Cars can reach up to five feet in the air if they hit a particular ramp just right.

RC you there!

What’s over 300 metres long, lightning-fast and extremely noisy? No, it’s not the queue for Jackie Lennox’s on a Saturday night.

It’s the track at the Cork Radio Control Racing Club (CRCRC) where dirt has been thrown sky high for over a decade by some of the fastest RC drivers in the country.

For something that makes so much noise and is such a pure thrill to watch and to take part in, it’s a wonder that the club has remained relatively unknown for such a long time. Club Chairman Martin Coleman wants to change all that.

“It's a unique sport, not too many people know about us. I think there's only about five clubs on the island of Ireland,” he explains.

Boasting Ireland’s only all-dirt track, the CRCRC sits nestled in beautiful green countryside just outside Ballinhassig.

When I first contacted Martin, who joined the club as a complete novice three and a half years ago, he sent me on a video of the racers in action to a backing track of hard rock.

I was genuinely blown away by the speed and skill of the drivers, as well as how pristine and well-built the track looked.

“When you're there yourself, it’s even better because you hear the engines roaring and you see the dust get thrown up and you're immersed in it. I mean, look, my wife says we're boys with our toys, and that's literally what we are,” laughs Martin.

The club now has members from Waterford, Tipperary, Dublin and Cork with Germans, Australians, French and Italian nationalities all in the mix.

Club members race 1/8th scale Nitro/Electric cars that can reach speeds of up to 70km/h on a straight and can go between seven and ten minutes before refuelling.

The track is a wonder in itself, a perfect balance of speed, technicality and flow, and is equipped with a computerized timing system which can track each individual car to .01 of a second, not to mention the multiple ramps that can send cars up to five feet in the air!

One of the benefits of having an all-dirt track is that every two years, the club can completely redesign the layout, unlike the other mixed-surface tracks in the county which are fixed to one design.

At first glance, you might think RC racing is all about flooring the accelerator and getting from A to B as fast as possible, but it’s a lot more technical than it looks.

“So, tyres are probably the biggest difference on our track. The grip on the surface is completely different at 10am in the morning when we start racing, compared to 2pm when we're doing the finals.

“After that then you have your suspension springs, whether you want hard or soft. Then you look at your oil in your suspension, whether you want it at a higher viscosity or a lower viscosity to increase the rigidness of the car.

“You can go into so much detail with it. They're racing cars and you can control everything from how much steering you can put into it, how much weight. It can be really technical.

“Some lads will do a lap or two and know they need to change the angle of the back wheels by a degree, and I'm like, 'How the hell did you know that?'.”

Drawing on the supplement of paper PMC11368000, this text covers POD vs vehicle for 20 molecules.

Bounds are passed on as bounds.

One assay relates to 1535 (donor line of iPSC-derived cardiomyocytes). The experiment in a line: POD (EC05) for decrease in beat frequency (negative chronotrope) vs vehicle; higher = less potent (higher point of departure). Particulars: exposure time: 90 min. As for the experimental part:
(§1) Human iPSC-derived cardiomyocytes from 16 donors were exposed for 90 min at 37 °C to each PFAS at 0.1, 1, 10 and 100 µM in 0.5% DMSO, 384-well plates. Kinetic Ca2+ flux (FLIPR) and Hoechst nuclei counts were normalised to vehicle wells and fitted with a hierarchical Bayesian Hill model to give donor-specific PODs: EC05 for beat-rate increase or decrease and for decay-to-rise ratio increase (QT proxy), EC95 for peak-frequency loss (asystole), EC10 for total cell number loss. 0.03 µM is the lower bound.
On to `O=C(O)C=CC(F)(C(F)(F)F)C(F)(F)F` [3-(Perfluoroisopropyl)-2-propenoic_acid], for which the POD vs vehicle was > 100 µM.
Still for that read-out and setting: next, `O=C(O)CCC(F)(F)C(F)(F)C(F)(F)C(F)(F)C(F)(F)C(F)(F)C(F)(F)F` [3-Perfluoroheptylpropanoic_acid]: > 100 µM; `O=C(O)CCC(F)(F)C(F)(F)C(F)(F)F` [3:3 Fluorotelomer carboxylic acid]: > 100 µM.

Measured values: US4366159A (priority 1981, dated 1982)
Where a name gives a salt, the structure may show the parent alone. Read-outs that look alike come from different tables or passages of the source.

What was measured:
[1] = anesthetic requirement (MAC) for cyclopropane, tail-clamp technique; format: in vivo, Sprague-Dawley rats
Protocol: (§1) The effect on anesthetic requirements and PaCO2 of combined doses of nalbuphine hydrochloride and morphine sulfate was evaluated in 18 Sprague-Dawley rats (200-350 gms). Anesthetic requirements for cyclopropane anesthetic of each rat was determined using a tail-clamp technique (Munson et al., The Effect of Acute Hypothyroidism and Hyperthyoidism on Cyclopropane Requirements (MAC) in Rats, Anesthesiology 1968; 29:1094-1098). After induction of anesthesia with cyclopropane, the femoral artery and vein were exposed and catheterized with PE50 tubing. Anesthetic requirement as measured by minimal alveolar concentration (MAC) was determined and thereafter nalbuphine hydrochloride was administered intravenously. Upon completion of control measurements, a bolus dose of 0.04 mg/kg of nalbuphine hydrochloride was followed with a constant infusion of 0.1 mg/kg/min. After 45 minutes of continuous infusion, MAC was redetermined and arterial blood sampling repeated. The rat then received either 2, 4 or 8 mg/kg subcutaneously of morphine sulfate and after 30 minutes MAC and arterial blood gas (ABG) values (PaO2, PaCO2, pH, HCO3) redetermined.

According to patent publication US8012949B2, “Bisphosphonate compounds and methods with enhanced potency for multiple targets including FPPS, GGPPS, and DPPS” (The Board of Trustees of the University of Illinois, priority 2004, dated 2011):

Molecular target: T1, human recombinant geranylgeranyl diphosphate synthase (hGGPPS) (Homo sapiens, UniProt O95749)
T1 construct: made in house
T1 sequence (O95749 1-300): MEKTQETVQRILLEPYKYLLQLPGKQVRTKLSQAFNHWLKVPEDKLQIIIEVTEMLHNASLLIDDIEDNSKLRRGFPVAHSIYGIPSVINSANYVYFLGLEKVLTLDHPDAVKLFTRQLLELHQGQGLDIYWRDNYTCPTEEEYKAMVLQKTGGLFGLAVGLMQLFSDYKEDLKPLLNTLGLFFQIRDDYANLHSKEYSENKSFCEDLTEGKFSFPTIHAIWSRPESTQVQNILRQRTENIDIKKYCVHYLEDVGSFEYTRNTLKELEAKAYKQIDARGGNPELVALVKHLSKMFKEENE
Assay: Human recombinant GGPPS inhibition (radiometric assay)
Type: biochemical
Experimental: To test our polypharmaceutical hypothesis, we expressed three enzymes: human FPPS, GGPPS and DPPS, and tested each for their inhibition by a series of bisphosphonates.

In terms of difficulty, Martin says the sport is easy enough to pick up but tricky to master and that the club offers challenges for all levels of experience.

“When I joined the club I had absolutely no experience racing cars – I flew planes about fifteen years ago for a couple of years, but that was about it.

“The guys below were fantastic. If something broke, they'd show you how to fix it or, depending on what you need, they might give you a part just to keep you racing.

“If you came down tomorrow morning, we'd get you going. I always say to new people, slow is fast. When you slow down, you've the car under control so you can come around a bend correctly and accelerate correctly off it.

“There's a couple of boys out there and they are absolutely incredible racers.”

For newcomers to the sport, Martin says about €400-€500 would get you what’s known as an RTR (Ready to Roll) car which comes complete with everything you’ll need to get racing.

Then, for the more elite drivers, he says you’re looking at roughly €600 for the buggy without an engine or any electronics, which the racer then adds themselves for a more customised racing machine.

Importantly, Martin warns newcomers not to buy cars or parts on sites like eBay as you might be buying “someone else’s trouble”.

“There's always somebody upgrading their car so there's always cars floating around in the market. So, if I'm upgrading my car this year, I'll be selling it onto another club member. The new members can get fantastic bargains from second-hand cars which are still perfectly good,” says Martin.

Martin and the rest of the members at the CRCRC are now eager to spread the word about the sport they love so much and are encouraging anyone with an interest to consider becoming a member.

“It's the beauty of joining a club and I suppose it's the same in any sport. If I wasn't part of a club, I wouldn't be racing now – I wouldn't be out the back or going down to the local woods driving a car. The thrill of it isn't there.

“It can be as competitive as you wish it to be, or it can be a good old laugh. Things can get a bit tense up there at times alright but everyone looks out for one another. It's a very tightknit community across the whole island.”

To find out more about RCRCR and how to become a member, check out the club’s Facebook page, Cork RC Racing, it’s Twitter @RcCork, Instagram at corkrcracingclub or visit It also has a brilliant YouTube channel called Cork RC Racing Club.